“So, I cry. Sometimes one minute, sometimes five, sometimes a half hour. Then I dry my eyes and I’m ready to face the day, or go back to sleep as the case may be. What I’m saying is, honor your feelings. It’s nothing to be ashamed about.”
On a cold morning in late winter, his guest is a former student, Arachne Stevens, who does not rise to greet him because she is in a wheelchair.
Often they meditate, but today the topic is death.
“I wonder if the brain has a mechanism to help us, because so many people are terrified of death. If they say they’re not, I think they’re lying. I wonder if it’s just a response that helps us go through the passage without being terrified,” she says.
“That’s one of the things I’ve learned,” he says. “I’m not quite so terrified. I can look at this with equanimity and appreciation for the time I have, whereas our colleague, Irv, just dropped dead. He didn’t have to face these issues.”
“But Morrie, you’ve worked at reducing fear through meditation, right?” Stevens asks.
“Absolutely, with our meditation teacher. We talk about how to, you know, reduce fear and die with inner peace.”
“Here’s something I never told you,” she says. “One day when I had become impatient at bureaucracies and even angry on the phone, I came here. You’d been on the phone a long time discussing insurance, but you looked happy. You said the people you were dealing with had difficult jobs and that it was your job to treat them kindly. I said to myself, so that’s how you practice spirituality. I mean, I can sit on the meditation cushion all day, but here you were, actually doing it.”
Linking spirit and life
On Valentine’s Day, the afternoon light slants through pine trees and into his study, which is quiet except for two voices seeking answers that have eluded mankind for millennia.
Morrie is facing his meditation teacher, Narayan Liebenson Grady — a young woman tutoring an old man about death.
“I think your defenses have broken down quite a bit,” she says.
“I think my illness precipitated a need to do something about making the connection between spirit and life, something I’d neglected because I was a, quote, modern man, who cared about technology, science and such. Modern man dismisses the spiritual as hokey-pokey. So, I have to make a 180-degree turn and wonder if there’s something there,” Morrie says.
“I would say that you’re aware that you understand less now than you thought you did 10 years ago,” Grady says.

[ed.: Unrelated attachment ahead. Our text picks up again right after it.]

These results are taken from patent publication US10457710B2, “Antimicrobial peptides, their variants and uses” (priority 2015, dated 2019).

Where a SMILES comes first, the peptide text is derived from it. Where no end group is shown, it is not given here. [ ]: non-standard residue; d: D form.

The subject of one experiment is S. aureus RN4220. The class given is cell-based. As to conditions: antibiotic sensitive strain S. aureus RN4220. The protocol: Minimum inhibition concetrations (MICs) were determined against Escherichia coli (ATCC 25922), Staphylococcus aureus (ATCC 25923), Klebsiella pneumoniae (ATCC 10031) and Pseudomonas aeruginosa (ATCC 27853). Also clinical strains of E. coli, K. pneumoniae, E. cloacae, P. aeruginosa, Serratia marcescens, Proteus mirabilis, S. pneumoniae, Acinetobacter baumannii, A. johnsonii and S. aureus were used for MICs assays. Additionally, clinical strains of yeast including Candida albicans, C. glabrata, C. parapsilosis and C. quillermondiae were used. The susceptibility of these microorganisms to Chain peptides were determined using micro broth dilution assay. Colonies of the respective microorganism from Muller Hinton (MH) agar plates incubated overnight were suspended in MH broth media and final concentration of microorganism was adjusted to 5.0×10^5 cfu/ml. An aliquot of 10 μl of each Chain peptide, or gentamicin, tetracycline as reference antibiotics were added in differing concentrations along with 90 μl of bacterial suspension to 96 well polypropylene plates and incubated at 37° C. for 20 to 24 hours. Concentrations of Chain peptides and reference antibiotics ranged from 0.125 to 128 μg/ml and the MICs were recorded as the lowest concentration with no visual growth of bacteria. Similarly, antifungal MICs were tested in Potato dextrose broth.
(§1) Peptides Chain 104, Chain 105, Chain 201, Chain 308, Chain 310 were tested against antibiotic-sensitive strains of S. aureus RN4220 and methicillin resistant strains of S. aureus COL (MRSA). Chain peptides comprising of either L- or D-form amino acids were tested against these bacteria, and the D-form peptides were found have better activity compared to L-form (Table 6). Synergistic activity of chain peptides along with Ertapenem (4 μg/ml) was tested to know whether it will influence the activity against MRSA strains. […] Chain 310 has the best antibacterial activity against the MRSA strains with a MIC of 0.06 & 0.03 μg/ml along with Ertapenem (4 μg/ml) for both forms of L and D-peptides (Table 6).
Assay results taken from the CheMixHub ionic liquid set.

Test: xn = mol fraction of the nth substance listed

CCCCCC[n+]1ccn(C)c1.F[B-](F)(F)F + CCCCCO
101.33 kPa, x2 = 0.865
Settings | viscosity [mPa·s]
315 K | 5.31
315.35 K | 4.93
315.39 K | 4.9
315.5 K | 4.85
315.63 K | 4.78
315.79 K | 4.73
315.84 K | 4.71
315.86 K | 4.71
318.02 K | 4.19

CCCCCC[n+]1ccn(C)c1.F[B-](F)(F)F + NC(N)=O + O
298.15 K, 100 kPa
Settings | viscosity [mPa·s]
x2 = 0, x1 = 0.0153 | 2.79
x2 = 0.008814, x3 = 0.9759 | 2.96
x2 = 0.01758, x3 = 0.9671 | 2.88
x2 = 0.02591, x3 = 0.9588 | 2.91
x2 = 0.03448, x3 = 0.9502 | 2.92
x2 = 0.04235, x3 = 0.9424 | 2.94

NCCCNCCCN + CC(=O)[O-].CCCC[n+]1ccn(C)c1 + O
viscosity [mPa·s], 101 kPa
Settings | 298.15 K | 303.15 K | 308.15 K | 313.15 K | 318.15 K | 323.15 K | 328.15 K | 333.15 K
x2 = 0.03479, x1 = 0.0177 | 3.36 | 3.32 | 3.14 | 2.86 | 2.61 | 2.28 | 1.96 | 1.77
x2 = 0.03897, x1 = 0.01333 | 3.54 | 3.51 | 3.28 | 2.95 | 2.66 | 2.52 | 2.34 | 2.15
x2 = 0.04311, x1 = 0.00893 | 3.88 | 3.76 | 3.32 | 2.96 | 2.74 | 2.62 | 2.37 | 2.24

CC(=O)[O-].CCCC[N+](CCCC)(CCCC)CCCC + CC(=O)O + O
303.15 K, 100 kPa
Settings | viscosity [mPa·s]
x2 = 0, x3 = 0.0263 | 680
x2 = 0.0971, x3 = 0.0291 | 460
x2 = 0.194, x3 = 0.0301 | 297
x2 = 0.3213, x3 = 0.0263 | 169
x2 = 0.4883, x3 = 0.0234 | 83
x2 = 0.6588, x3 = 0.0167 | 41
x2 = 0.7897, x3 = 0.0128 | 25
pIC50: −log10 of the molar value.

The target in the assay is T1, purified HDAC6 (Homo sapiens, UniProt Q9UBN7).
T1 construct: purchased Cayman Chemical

“Less about that domain. I know a lot about myself, the social world, but I know that’s not sufficient, that it’s not knowledge that’s wide, broad or deep enough, and I’m willing to open up to another realm. I’d like to learn.”
“I can rest with that,” she says with a smile.
That last moment
“I haven’t decided about cremation. I said to Charlotte, ‘Do what’s easiest.’ I’m more concerned about my soul, if there is such a thing, which means, in Buddhist thinking, the karma I get. That is, if I do, quote, good things, when I go into my next life, I’ll be closer to enlightenment.”
About that last moment of life, are there fantasies?
“This is an unknown illness, so I can’t know exactly how I’m going to meet my death. Because of asthma, my lungs are apt to go, and then it’s goodbye. I’d prefer that because, hopefully, it’s not a horrible death.
“I do want to die with peacefulness, but maybe I’ll be screaming, or I’ll be blissed out, like Huxley. He took LSD and blissed out. Or Gregory Bateson — his daughter wrote that in his last breath, he wanted to smell a flower. Isn’t that great? So, she gave him a flower and he expired. Or maybe have everybody around me, holding me so that I’m totally loved. Who knows? When the time comes, we’ll find out.
“I saw a film of a woman with this disease and all she could do was move an eyelid. So, what is the quality of life you’re willing to accept? Have I thought of suicide? Of course, but it’s too hard on my family. I know people who committed suicide and their children suffer depression. It might be better for me, but not my family. I couldn’t do that to them.”
Asked where he thinks we go after death, he shrugs.
“I don’t think we keep the same form. In our group, we all agree there’s some form of higher energy, and that human beings borrow from that energy. When we die, we go back into that energy, but not in this form, because your consciousness is gone. To prepare, some Buddhists sit at the grave where they’ll be buried and meditate on their bones dissolving and dispersing into the universe. So, we disperse and contribute to the universal energy from which we borrowed.